But now, as it had been during the nullification crisis of 1832, the underlying issue was the North's increasing power. And that power endangered slavery. Secessionists worried that if slavery did not expand into the territories, the black population would stay where it was, bottled up and likely to explode. Fear motivated them. That is to say, racial anxiety was as pervasive as economic anxiety when it came to secession, though it was hard to separate the two, for they were threaded together with the rope that bound secessionists and many Southerners to their land, their way of life, their mint juleps, and their pride of race.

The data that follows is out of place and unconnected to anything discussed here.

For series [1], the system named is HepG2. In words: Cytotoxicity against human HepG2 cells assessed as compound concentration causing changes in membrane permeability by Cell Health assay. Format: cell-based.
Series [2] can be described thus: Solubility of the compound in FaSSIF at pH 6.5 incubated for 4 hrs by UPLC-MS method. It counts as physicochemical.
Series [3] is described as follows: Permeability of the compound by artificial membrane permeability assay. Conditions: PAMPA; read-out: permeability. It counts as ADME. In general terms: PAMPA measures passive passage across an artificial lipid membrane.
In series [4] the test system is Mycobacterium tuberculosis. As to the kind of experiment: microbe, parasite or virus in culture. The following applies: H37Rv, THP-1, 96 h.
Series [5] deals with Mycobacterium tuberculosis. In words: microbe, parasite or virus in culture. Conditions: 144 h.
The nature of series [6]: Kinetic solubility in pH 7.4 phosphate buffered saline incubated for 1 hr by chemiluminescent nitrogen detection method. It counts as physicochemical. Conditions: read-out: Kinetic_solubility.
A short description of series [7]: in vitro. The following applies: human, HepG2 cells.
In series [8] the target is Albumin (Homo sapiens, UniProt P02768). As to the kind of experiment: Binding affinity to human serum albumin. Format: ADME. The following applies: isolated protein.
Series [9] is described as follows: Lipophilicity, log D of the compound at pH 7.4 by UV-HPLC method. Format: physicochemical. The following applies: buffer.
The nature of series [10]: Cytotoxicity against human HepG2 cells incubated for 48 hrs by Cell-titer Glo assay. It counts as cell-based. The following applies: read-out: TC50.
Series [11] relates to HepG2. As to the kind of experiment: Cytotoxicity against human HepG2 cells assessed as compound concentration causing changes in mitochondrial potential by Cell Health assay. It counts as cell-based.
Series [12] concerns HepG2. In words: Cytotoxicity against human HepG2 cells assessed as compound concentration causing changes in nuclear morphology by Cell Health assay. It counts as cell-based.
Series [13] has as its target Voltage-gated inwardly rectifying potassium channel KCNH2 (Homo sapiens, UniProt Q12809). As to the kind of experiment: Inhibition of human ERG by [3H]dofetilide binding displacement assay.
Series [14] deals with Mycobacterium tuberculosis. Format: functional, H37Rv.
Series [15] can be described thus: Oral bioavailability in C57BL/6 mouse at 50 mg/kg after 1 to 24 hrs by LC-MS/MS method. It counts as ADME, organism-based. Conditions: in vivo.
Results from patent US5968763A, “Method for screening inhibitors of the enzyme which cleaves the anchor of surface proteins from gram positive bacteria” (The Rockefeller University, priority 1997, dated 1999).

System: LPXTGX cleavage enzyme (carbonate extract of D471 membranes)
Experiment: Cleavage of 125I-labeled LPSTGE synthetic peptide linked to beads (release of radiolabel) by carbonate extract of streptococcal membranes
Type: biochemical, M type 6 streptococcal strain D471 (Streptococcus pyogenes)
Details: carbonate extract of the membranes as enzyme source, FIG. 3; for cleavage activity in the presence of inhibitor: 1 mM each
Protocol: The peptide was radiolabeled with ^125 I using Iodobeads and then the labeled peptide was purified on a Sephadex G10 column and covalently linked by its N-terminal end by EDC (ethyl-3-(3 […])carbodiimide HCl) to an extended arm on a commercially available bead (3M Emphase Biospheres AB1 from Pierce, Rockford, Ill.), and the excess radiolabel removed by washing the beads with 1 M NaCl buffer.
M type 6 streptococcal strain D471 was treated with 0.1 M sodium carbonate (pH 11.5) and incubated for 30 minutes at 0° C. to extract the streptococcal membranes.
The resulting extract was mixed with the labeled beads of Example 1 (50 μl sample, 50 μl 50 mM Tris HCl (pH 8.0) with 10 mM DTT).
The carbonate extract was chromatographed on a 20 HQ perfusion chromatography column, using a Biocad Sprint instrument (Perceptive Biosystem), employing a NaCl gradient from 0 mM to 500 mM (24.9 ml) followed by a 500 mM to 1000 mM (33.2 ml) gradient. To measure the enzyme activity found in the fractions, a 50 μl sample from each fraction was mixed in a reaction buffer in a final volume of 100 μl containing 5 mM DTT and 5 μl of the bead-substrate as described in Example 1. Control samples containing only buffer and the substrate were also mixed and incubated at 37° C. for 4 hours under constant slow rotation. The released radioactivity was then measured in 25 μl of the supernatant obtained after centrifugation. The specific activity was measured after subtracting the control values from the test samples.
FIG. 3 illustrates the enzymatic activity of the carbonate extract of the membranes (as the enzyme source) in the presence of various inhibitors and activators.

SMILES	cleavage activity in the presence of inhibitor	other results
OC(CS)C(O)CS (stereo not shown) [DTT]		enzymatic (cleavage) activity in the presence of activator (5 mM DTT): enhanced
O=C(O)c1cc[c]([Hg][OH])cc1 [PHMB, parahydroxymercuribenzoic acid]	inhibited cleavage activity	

Lincoln's election was thus not so much the cause of secession as its excuse: institutional restraints (read: the federal government) had insulted Southerners, imperiled their way of life, and held them in thrall to Northern financiers who had forced planters to buy goods in a protected market. "It's a revolution!" Judah Benjamin cried -- a "prairie fire," unstoppable, unquenchable.As if in reply, a disconsolate Alexander Stephens observed, "Revolutions are much easier started than controlled." Brenda Wineapple, Ecstatic Nation: Confidence, Crisis, and Compromise, 1848-1877 (2013)